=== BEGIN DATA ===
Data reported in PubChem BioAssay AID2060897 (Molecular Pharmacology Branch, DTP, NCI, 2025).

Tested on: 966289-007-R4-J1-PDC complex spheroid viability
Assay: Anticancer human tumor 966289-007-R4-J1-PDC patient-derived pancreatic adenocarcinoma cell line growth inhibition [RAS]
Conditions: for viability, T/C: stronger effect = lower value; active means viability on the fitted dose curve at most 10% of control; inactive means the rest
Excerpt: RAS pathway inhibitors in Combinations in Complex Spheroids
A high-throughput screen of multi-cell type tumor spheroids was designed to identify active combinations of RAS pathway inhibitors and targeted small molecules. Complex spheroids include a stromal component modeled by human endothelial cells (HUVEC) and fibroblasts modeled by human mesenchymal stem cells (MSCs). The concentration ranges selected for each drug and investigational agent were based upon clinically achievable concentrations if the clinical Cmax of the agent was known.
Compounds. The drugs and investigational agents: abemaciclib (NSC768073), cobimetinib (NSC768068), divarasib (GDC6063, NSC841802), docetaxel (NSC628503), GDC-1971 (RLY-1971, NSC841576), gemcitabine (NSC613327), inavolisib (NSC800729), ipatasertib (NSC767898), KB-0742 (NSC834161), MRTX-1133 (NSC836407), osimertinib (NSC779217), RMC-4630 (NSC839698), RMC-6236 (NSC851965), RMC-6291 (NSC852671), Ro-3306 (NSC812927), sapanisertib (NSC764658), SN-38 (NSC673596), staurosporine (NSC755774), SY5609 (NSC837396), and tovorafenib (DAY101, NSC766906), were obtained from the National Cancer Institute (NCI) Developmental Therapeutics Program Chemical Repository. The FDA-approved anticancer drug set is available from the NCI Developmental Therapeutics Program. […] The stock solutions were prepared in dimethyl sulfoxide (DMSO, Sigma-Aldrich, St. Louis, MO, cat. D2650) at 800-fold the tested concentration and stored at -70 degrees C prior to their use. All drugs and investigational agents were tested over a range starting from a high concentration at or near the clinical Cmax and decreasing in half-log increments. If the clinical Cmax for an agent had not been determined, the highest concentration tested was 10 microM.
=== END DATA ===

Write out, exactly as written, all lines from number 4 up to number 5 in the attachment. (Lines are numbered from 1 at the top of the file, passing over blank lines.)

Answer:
Conditions: for viability, T/C: stronger effect = lower value; active means viability on the fitted dose curve at most 10% of control; inactive means the rest
Excerpt: RAS pathway inhibitors in Combinations in Complex Spheroids